wash your dishes before you eat

Maybe not at home.  Most people I know are in the habit of washing dishes after eating. The practice of leaving dirty dishes in the sink for hours, or even overnight, doesn’t enter my zone of understanding (ahh, tolerance).  If I do visit homes where dishes left in the sink is the tendency, there is a feeling of un-doneness in the air.  But rarely for those of us who do wash after we eat, do we feel it necessary to wash them again before eating.  Clean is clean, isn’t it?  Or maybe,…

Restaurants in China have a system of leasing serving sets of tableware.  When you are seated at most common restaurants, you either have, or are given, a package of ceramic tableware.  Wrapped in a plasticized bundle is a ceramic plate, rice bowl, tea cup, spoon, and small drinking glass.  Chopsticks may or may not come in their own wrapper.  You or your party is normally also given a thermos or jug of warm water or light tea, that doubles for washing and drinking.  Each table also has its own trash can.

most restaurants use this pre-packaged table setting

most restaurants use this pre-packaged table setting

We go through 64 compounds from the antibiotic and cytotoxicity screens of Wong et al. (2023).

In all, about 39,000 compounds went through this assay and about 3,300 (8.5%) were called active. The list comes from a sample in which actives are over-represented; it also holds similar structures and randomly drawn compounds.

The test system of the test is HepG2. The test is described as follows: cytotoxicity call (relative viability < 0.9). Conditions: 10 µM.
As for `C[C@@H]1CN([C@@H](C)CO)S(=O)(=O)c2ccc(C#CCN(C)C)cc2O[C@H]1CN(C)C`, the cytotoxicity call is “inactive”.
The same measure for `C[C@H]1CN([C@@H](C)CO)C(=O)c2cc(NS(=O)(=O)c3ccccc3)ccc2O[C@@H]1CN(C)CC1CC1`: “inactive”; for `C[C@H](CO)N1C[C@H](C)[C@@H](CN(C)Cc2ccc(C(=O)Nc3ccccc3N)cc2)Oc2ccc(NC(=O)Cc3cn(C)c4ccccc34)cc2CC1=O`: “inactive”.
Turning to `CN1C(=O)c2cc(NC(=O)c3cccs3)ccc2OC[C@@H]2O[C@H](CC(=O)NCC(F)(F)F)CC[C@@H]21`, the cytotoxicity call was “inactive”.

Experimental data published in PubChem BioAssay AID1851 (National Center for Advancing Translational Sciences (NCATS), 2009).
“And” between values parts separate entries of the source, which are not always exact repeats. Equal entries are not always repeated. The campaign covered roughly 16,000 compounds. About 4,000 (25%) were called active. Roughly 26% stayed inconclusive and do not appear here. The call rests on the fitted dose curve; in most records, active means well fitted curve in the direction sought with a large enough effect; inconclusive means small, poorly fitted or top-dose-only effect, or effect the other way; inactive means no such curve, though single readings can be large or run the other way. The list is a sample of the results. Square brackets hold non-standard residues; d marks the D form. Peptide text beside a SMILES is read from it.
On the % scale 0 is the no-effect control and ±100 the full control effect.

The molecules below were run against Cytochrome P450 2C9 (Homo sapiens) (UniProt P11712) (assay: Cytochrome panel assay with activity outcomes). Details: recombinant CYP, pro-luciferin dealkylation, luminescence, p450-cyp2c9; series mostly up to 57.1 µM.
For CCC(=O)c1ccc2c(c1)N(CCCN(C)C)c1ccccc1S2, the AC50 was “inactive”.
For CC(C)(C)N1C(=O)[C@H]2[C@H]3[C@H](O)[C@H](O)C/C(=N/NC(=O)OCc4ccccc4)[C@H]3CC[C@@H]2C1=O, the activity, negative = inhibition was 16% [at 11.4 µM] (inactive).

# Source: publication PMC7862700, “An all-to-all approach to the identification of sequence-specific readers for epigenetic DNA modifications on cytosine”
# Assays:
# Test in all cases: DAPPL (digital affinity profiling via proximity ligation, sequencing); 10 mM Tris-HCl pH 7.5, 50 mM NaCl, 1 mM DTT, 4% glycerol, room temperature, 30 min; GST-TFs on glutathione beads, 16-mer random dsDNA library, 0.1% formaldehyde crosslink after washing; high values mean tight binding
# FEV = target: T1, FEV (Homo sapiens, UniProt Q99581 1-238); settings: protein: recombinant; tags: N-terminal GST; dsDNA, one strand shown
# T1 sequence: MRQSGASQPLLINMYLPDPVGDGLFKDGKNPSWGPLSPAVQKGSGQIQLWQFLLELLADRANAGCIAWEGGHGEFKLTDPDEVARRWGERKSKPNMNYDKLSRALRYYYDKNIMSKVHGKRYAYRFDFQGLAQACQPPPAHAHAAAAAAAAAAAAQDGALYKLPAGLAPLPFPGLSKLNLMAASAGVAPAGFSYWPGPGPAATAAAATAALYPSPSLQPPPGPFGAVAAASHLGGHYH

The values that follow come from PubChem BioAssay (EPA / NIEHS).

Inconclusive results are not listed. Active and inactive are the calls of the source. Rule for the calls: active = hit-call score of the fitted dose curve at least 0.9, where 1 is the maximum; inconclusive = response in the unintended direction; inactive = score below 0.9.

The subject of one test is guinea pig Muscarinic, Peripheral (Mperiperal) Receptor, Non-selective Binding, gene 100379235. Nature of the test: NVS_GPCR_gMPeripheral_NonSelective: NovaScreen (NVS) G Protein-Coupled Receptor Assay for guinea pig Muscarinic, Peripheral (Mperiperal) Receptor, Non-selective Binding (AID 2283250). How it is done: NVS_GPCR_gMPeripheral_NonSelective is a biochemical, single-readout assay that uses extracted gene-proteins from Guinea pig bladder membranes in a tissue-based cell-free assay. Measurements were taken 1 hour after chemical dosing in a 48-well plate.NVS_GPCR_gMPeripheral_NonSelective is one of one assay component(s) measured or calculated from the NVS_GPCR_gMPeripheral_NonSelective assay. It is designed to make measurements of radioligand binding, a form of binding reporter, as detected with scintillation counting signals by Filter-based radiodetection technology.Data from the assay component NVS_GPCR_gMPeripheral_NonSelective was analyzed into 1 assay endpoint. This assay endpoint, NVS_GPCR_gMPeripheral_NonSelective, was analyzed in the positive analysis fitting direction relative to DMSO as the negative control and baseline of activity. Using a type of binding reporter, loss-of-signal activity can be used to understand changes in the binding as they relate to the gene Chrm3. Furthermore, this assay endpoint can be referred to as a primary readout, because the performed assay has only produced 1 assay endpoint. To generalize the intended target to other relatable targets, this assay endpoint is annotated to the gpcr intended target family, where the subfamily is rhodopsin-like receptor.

Even though the dishes in the plastic bundle look clean, people still perform a washing ceremony prior to use.  Normally the customer, after using the chopsticks to poke a hole in the sealed plastic bundle and discarding the plastic either in the can or on the floor, begins the cleaning process by pouring warm water into the tea cup and/or the drinking glass.  The eating ends of the chopsticks are then cleaned in the drinking glass, after which the water is poured into the cup, then the rice bowl with spoon, then onto the plate.  The trash can is the water dump.  Any mess created by this process can be cleaned up with tissues or toilet paper that each table may be provided (sometimes at a cost).

At home most folks I know don’t normally clean  dishes prior to use, unless perhaps they’ve not used them for an extended period.   Therefore, I would not have thought to clean what looks to be clean restaurant dish-ware.  It seems like a social tradition, chit-chatting while cleaning.  After all, going out to eat is not something done in a hurry — so why not spend idle time rinsing your dishes while waiting for the food to be prepared.

Logic says that if locals are sanitizing their dishes before using them, it’s probably a good custom to follow.  It may not be smart to doubt unfamiliar cleanliness habits.  Besides, it’s actually started  becoming an enjoyable ritual.  My one concern is whenever I’m traveling to places and eating out where pre-meal dishwashing isn’t the norm, that I don’t automatically ask for a jug of warm water and a trash can.

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